Question from R:
I just read about Esther’s story about Burl Yves (he was great!) and the feeling of bliss in crossing over.
Now if we are all spirit in these bodies and we never die, what is the big problem of suicide? To me, all negativity concerning suicide comes from religion.
I’m extremely tired of being here and would love to go home…to me it would just be giving up this vehicle called the body..no big deal… If you have the time, could you reply?
Here are my thoughts:
I agree, it seems the negativity concerning suicide is religiously oriented, or politically oriented. Esther/Abraham says that all death is suicide, and that makes sense to me – especially if we take responsibility for being here in the first place.
I used to worry about people who wanted to commit suicide, or worse, I thought they were avoiding responsibility. In some cases that’s true, but in other cases, it can be a clear understanding of when your time is up.
People think about suicide as an “out”, which it is in some ways. It is mostly a desire to move away from pain, and it is certainly one of the options. I guess you could think of suicide in the same way as bankruptcy – a chance to clear it all up and try again.
Esther tells a story (probably on one of their CDs of the month) about watching some young children play with sticks and marveling at their absorption. She and Jerry talk about how soon they will be able to come back and play like that. I don’t think it means they are contemplating suicide, just that they realize their time on Earth, and in these bodies, is limited.
Now, in your case, I’m reminded of my dad who was disabled at 40 and as he got older he was afraid his body would outlast him. He was a hemiplegic (paralyzed on his left side), but otherwise pretty healthy. In his last few years he began to withdraw – not as extreme as an Alzheimer’s patient, but he had his own dementia of the memory-loss type. And his personality seemed to retreat, too.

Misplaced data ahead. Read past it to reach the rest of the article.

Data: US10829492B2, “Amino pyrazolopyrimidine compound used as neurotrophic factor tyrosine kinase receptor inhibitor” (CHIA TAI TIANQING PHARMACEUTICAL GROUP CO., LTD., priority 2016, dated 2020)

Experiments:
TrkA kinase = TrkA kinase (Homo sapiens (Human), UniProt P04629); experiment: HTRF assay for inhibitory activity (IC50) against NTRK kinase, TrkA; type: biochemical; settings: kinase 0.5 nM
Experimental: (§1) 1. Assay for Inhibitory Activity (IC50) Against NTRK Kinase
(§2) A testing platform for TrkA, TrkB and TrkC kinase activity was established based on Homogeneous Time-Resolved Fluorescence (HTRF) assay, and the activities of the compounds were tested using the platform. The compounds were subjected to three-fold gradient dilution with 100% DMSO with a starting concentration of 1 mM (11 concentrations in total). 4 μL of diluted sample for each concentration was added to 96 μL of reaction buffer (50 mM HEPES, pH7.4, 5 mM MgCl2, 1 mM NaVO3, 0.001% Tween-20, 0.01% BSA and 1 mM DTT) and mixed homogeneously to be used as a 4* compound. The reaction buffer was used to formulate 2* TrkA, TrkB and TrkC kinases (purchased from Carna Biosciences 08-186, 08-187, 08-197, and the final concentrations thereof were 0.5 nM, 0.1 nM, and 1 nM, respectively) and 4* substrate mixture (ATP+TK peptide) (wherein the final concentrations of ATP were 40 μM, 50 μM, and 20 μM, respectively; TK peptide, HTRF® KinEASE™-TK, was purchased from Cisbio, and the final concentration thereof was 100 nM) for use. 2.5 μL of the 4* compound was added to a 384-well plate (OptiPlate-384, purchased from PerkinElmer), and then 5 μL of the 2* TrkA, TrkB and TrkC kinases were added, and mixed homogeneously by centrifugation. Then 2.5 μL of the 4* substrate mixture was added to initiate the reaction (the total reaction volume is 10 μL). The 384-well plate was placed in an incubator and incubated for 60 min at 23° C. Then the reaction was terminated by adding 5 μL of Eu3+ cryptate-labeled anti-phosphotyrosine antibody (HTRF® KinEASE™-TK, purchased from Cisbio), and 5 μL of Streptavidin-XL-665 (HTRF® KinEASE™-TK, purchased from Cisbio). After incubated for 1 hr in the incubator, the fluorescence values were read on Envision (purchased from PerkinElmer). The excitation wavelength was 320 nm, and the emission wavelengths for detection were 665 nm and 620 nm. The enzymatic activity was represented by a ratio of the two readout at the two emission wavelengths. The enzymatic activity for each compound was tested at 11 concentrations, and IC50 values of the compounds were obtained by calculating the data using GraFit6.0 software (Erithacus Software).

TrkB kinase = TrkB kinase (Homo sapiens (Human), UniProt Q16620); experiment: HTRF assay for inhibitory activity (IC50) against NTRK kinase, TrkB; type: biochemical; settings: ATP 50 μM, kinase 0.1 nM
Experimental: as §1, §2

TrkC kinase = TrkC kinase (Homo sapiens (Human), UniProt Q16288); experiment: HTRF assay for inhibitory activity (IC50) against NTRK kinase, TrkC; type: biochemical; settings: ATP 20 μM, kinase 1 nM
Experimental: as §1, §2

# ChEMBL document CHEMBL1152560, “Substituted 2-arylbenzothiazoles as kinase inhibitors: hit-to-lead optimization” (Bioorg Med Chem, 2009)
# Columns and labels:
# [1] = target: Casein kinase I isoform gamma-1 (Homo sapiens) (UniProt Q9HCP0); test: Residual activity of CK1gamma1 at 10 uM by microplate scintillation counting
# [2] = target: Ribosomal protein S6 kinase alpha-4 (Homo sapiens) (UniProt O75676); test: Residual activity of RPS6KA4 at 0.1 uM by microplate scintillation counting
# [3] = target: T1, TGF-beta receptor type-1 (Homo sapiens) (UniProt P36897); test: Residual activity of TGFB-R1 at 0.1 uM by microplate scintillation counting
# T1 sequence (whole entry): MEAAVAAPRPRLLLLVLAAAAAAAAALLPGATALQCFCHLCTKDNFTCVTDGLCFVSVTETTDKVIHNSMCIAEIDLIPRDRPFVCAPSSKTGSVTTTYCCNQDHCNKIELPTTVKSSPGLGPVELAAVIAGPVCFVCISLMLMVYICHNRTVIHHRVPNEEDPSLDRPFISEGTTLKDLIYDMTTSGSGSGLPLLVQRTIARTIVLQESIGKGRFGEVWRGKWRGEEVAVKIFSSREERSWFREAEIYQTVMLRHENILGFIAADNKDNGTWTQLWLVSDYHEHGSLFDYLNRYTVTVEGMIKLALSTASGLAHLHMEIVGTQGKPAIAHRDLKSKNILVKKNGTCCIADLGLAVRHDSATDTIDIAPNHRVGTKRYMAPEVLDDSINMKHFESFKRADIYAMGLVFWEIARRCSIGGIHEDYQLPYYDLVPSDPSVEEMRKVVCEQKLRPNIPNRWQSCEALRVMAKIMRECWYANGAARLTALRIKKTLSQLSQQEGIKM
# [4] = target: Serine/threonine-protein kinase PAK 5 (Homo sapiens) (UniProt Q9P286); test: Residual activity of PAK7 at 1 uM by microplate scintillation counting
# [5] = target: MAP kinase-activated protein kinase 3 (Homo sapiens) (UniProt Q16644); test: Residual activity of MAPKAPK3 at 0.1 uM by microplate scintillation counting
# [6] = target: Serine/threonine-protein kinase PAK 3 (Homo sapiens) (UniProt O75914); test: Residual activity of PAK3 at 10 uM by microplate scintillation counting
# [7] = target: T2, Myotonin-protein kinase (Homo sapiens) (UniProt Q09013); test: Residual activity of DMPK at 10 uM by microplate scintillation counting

When he lived with us in his final years, he – the Dad I knew – wasn’t really here most of the time. He was just this nice old guy who lived with us and expected us to take care of him.
As time went on, he stopped taking care of himself at all. He gave up his desire to thrive, and was interested in only the most basic stuff – like his dinner and going to the bathroom, and watching Jeopardy.
After we moved him into a nursing home because we could no longer transport him safely from his wheelchair, he came down with a cold one day. Then it became pneumonia. We all expected him to recover, even the nurses. Suddenly, however, it became very serious (like within a day or so). Then he was gone. Even the death certificate stated “lack of thriving” as the cause.
Dad would never have consciously chosen suicide, but I personally think he had enough presence of mind to take advantage of the opportunity and decided to “go home” and give up the body he had dragged around for 35 years after his illness. Some think that Alzheimer’s patients retreat mentally because they don’t know how to give up their body, even though they are ready to leave.
When you’re ready to go, you’ll find the way, whether it’s consciously or not. You will create the circumstances that are acceptable for you (and/or those around you – your family, friends, clergy), and you’ll go.
As for me, I have many, many more things I want to do this time around – things I didn’t have the courage, understanding, and/or means to do when I was younger. Perhaps I’ll feel the way you do someday. When that time comes I *think* I’ll be smart enough to recognize it consciously, but for now I’m having too much fun.
It is strange to me that almost all societies have laws against suicide – and some of the penalties include death! My feeling is that if you have made the choice that it’s your time to move on, that’s your business. Hope this helps!
Katie P.S. My husband has willed $1000 to each of 10 of his friends, to be spent on a celebration of his life once he is gone. He wants all 10 of them notified of the others and encouraged to all get together, but they don’t have to. He is in the middle of writing his music playlist for the party.
You may want to think of something appropriate for you regarding how you want people to celebrate and remember you. It can be simple or large. For me, I think I will be leaving some money to an art scholarship fund, but I don’t want any services, just my ashes scattered on our property. But again, for now I’m having too much fun to think much about that!